Recently a church client was sued by a congregant for a perceived wrong that occurred during the course of a worship service. A constitutional challenge to the court’s exercise of jurisdiction over the church was raised in which we asserted the church’s First Amendment right to freely exercise its faith precluded the trial court from exercising its authority over the church. Ultimately the court concurred that it had no jurisdiction over the congregant’s claims. The constitutions of the United States and of Texas broadly protect the free exercise of religion. The scope of that protection is often implicated when a religious body is involved in litigation, but precisely what is beyond judicial inquiry? For what acts may a religious body be held answerable in a civil action, if anything?
The ecclesiastical abstention doctrine has been crafted by the courts to guide this inquiry. This doctrine prevents courts from reviewing disputes that implicate analyses of theological doctrine or controversy, church discipline, ecclesiastical government, or the conformity of the members of the church to particular moral standards. Civil courts are precluded from venturing into such arenas. Courts have recognized that the preservation of the right to freely exercise one’s faith is deemed to be of such import that it overshadows those inequities which may result from its liberal application. Simply, not every wrong may have a remedy at law when a religious body is involved.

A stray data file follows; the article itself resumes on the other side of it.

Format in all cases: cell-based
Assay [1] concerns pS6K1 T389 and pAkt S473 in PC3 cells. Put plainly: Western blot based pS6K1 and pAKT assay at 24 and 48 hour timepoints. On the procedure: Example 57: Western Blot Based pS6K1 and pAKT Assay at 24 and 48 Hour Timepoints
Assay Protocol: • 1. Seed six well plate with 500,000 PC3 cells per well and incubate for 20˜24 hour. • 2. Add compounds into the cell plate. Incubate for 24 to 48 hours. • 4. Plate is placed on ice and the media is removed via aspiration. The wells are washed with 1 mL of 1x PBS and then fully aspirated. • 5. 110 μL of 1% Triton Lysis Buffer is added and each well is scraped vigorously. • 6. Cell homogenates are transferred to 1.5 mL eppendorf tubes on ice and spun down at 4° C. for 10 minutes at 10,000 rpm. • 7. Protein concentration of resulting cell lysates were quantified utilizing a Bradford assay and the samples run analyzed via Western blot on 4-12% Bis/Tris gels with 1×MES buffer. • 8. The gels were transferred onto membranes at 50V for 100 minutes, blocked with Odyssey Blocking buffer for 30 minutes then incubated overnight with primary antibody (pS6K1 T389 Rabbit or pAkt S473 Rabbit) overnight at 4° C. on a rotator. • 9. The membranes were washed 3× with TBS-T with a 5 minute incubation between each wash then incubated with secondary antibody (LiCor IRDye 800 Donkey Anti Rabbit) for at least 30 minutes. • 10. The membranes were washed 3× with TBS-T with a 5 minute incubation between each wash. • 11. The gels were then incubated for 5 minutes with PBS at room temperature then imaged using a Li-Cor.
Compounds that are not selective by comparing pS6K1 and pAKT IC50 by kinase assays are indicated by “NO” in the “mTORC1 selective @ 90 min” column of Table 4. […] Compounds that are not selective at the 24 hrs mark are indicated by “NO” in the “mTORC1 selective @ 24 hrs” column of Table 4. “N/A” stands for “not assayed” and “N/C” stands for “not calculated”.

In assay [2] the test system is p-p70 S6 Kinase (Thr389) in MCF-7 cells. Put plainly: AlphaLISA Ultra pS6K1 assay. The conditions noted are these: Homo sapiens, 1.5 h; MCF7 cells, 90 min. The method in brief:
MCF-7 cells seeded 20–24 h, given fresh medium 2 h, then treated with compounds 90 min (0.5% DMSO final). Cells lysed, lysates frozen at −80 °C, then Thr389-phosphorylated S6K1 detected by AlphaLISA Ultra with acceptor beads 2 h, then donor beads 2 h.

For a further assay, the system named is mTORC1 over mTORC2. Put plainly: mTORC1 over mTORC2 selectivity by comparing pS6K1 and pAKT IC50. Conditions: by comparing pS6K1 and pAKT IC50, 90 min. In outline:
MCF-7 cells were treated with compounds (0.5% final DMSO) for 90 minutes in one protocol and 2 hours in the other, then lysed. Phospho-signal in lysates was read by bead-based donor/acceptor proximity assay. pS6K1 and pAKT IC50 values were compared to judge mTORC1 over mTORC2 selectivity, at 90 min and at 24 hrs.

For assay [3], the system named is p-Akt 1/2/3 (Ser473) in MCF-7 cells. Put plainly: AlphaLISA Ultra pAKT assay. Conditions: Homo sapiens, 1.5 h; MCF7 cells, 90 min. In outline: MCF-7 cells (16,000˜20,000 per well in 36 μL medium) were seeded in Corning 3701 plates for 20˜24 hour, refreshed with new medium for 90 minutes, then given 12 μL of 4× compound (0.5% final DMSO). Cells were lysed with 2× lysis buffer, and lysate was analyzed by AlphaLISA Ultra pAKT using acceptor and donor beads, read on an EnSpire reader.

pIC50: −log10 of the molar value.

While extremely broad protections are granted to a religious entity the free exercise clauses of the federal and Texas constitutions do not immunize those entities from all tort causes of action. Within the context of an individual claim the particular facts and circumstances out of which the claim arises are of paramount importance and will be carefully scrutinized by a court to ensure that the court does not get entangled in a religious dispute. It is not enough, however, for a claimant to merely be able to state the elements of a cause of action in secular terms. The foundational bases for the pled causes of action must not touch upon those forbidden areas. Claims which necessitate delving into the truth or falsity of beliefs, matters or practice, doctrinal disputes, or internal governance issues, all take a court to a place where it has no jurisdiction.
Context is critical. Tort claims touching on beliefs or governance are typically beyond the reach of a civil court while those with secure footing on secular bases – and which do not touch such core issues – may well be subject to adjudication by a civil court.